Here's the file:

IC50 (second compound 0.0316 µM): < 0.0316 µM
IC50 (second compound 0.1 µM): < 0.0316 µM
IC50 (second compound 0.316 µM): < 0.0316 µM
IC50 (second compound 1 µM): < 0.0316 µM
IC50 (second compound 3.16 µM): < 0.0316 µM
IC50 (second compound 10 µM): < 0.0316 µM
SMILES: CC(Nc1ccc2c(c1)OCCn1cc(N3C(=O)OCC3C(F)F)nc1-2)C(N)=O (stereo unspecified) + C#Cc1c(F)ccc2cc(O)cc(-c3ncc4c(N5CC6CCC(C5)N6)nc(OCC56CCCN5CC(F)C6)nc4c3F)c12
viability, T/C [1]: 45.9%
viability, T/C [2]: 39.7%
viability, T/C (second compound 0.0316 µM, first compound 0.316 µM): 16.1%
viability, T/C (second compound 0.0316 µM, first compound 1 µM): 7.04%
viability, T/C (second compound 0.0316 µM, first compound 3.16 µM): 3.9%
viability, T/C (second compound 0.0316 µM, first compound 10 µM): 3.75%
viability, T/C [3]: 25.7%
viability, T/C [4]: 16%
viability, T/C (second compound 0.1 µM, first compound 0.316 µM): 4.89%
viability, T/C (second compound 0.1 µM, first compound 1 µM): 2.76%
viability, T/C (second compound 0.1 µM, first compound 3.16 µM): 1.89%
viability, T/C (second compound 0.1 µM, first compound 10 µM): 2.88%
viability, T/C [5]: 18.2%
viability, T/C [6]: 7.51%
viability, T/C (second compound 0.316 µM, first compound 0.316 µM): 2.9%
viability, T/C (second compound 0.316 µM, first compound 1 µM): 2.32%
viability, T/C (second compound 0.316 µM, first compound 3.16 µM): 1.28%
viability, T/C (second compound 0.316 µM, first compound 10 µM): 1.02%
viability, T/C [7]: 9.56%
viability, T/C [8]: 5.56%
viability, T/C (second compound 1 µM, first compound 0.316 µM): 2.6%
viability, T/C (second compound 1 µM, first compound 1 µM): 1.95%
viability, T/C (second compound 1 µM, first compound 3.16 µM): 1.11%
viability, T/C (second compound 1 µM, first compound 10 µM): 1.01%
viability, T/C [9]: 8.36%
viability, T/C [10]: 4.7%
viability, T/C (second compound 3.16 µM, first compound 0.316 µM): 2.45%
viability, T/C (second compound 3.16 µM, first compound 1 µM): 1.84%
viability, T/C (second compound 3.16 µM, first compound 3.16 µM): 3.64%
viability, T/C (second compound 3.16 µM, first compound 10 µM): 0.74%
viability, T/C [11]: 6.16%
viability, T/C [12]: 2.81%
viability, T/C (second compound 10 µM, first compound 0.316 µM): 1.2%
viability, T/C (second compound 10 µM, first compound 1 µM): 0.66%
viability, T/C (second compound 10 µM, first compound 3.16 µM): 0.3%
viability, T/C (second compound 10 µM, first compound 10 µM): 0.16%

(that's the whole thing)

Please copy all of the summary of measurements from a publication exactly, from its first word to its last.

IC50 (second compound 0.0316 µM): < 0.0316 µM
IC50 (second compound 0.1 µM): < 0.0316 µM
IC50 (second compound 0.316 µM): < 0.0316 µM
IC50 (second compound 1 µM): < 0.0316 µM
IC50 (second compound 3.16 µM): < 0.0316 µM
IC50 (second compound 10 µM): < 0.0316 µM
SMILES: CC(Nc1ccc2c(c1)OCCn1cc(N3C(=O)OCC3C(F)F)nc1-2)C(N)=O (stereo unspecified) + C#Cc1c(F)ccc2cc(O)cc(-c3ncc4c(N5CC6CCC(C5)N6)nc(OCC56CCCN5CC(F)C6)nc4c3F)c12
viability, T/C [1]: 45.9%
viability, T/C [2]: 39.7%
viability, T/C (second compound 0.0316 µM, first compound 0.316 µM): 16.1%
viability, T/C (second compound 0.0316 µM, first compound 1 µM): 7.04%
viability, T/C (second compound 0.0316 µM, first compound 3.16 µM): 3.9%
viability, T/C (second compound 0.0316 µM, first compound 10 µM): 3.75%
viability, T/C [3]: 25.7%
viability, T/C [4]: 16%
viability, T/C (second compound 0.1 µM, first compound 0.316 µM): 4.89%
viability, T/C (second compound 0.1 µM, first compound 1 µM): 2.76%
viability, T/C (second compound 0.1 µM, first compound 3.16 µM): 1.89%
viability, T/C (second compound 0.1 µM, first compound 10 µM): 2.88%
viability, T/C [5]: 18.2%
viability, T/C [6]: 7.51%
viability, T/C (second compound 0.316 µM, first compound 0.316 µM): 2.9%
viability, T/C (second compound 0.316 µM, first compound 1 µM): 2.32%
viability, T/C (second compound 0.316 µM, first compound 3.16 µM): 1.28%
viability, T/C (second compound 0.316 µM, first compound 10 µM): 1.02%
viability, T/C [7]: 9.56%
viability, T/C [8]: 5.56%
viability, T/C (second compound 1 µM, first compound 0.316 µM): 2.6%
viability, T/C (second compound 1 µM, first compound 1 µM): 1.95%
viability, T/C (second compound 1 µM, first compound 3.16 µM): 1.11%
viability, T/C (second compound 1 µM, first compound 10 µM): 1.01%
viability, T/C [9]: 8.36%
viability, T/C [10]: 4.7%
viability, T/C (second compound 3.16 µM, first compound 0.316 µM): 2.45%
viability, T/C (second compound 3.16 µM, first compound 1 µM): 1.84%
viability, T/C (second compound 3.16 µM, first compound 3.16 µM): 3.64%
viability, T/C (second compound 3.16 µM, first compound 10 µM): 0.74%
viability, T/C [11]: 6.16%
viability, T/C [12]: 2.81%
viability, T/C (second compound 10 µM, first compound 0.316 µM): 1.2%
viability, T/C (second compound 10 µM, first compound 1 µM): 0.66%
viability, T/C (second compound 10 µM, first compound 3.16 µM): 0.3%
viability, T/C (second compound 10 µM, first compound 10 µM): 0.16%